Boris flashed her a sarcastic smile while tossing the large bag of seeds over his shoulder, and I barely saw him roll his eyes as he walked away muttering something like 'crazy broad'. Much to my pleasure my mother hadn't heard him so I wouldn't have to listen to one of her lectures about the house staff being incompetent.

My mother's unprovoked rage was then redirected to Marina, "Don't just stand there! Go polish the silver and prepare the tea set. We have guests tomorrow and this house is nowhere near presentable."

Marina stood there staring at her blankly for a couple seconds, before registering what was going on and curtseying. "Yes, my lady."

She quickly retreated inside, and after the door had banged shut my mother let out a small, irritated huff, "This place would fall apart without me." That was probably the most illogical think I've heard today, since my mother was always changing out the house staff. Half the time they didn't even know what they were doing so they would up being trained the little time they spent here. The only people my mother hadn't fired at some point were about three cooks, Marina, and Boris.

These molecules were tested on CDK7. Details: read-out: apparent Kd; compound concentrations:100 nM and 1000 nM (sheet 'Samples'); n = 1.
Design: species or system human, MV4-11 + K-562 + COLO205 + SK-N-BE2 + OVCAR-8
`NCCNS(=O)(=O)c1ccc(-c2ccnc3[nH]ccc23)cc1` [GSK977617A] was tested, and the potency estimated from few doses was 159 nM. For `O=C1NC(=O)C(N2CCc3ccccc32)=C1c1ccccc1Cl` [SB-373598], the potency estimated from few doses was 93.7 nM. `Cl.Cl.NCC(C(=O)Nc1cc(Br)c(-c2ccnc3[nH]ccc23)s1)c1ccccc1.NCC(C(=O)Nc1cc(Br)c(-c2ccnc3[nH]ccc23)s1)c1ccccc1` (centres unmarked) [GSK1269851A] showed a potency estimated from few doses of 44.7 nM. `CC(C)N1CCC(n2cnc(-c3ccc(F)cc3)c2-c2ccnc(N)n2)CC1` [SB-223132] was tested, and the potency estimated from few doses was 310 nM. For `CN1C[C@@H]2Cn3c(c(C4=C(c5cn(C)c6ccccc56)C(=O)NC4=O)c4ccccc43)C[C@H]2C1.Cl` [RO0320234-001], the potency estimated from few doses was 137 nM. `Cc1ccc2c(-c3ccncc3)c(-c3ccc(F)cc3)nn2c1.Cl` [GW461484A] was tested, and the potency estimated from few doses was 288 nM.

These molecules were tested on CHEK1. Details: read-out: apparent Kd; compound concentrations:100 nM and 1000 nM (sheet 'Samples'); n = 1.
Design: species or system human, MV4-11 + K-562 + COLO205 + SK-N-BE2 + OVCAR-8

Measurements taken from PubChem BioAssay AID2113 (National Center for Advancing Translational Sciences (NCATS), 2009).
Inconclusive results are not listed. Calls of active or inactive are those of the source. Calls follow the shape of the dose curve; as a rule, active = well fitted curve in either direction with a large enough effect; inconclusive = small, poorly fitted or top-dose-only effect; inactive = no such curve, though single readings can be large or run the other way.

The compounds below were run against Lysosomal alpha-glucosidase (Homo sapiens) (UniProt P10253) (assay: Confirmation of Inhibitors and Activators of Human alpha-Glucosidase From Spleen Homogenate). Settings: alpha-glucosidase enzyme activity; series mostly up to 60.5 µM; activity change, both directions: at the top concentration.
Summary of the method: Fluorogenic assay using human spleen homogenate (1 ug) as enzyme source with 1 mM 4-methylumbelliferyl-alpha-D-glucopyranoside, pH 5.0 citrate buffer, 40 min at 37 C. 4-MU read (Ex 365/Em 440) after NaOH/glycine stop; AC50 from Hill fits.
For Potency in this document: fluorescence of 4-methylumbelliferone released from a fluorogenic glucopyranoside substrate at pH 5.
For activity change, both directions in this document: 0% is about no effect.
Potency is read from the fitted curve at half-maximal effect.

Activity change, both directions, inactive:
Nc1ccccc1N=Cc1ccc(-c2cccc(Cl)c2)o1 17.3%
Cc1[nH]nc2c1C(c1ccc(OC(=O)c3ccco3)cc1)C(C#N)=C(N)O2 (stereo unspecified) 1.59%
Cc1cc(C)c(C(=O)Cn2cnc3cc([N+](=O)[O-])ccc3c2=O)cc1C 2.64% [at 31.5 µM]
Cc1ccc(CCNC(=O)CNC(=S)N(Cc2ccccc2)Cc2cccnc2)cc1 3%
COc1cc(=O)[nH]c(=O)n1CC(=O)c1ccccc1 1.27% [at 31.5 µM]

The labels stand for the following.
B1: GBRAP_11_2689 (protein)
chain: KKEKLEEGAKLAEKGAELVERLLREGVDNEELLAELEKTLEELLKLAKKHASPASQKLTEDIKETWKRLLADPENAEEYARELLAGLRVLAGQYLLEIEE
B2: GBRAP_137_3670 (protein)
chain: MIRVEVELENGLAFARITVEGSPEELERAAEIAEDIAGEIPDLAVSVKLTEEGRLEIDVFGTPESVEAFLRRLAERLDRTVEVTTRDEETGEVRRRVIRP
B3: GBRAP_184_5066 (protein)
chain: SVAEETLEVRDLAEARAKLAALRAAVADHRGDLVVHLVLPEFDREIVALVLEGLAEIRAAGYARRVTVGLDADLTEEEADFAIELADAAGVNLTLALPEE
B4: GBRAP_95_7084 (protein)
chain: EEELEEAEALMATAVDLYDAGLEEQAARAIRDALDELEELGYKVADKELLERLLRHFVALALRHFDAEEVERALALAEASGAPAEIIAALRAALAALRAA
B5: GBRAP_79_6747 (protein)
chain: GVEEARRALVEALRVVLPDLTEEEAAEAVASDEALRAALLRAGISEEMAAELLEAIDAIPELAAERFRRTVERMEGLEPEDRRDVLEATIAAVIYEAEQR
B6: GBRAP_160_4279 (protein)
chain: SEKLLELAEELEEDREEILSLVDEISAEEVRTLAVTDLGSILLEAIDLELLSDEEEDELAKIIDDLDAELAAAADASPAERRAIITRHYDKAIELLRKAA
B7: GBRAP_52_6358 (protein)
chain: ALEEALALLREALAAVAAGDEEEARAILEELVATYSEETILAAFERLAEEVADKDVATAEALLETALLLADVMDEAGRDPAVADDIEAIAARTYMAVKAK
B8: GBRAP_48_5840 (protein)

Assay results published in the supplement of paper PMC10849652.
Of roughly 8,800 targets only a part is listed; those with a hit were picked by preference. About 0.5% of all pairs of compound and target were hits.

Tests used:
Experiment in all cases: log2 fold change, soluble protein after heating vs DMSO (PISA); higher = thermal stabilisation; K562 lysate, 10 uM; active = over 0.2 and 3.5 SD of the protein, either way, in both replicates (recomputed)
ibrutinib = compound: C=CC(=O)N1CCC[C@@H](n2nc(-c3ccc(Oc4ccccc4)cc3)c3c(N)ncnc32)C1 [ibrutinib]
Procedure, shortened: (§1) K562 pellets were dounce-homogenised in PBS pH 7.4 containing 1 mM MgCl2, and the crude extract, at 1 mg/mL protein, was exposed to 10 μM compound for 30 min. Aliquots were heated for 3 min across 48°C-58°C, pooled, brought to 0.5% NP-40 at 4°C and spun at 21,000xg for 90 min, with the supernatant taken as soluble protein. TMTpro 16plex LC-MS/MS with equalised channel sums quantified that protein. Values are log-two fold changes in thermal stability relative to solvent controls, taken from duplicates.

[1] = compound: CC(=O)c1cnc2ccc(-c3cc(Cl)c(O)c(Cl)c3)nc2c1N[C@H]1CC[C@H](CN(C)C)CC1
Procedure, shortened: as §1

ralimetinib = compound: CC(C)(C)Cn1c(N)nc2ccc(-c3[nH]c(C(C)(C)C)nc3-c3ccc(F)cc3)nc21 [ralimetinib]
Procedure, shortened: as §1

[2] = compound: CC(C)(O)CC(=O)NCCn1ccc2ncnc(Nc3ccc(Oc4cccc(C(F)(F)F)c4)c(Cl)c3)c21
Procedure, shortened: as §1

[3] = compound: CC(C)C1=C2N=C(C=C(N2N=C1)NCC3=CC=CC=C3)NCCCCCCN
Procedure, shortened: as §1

My mother had this small arrogant smile plastered across her face as she adjusted my collar the collar of my shirt. It was like she felt accomplished for bossing everyone around in such an aggressive manor. She brushed an imaginary piece of lint off my shoulder, before telling me, "Go upstairs and help your sister find a dress for tomorrow."

Despite my not wanting to do so, it was better if I just did as she wanted. "Yes, mother." She rushed off as she brushed aside some of her dirty blonde hair, and I heard the kitchen door swing shut shortly afterward. I didn't really know what was going on tomorrow, but my mother had a tendency to overreact about everything.

I freed my hair form the ribbon and let it fall back onto my shoulders as I entered the house, hoping this whole ordeal wouldn't take too long.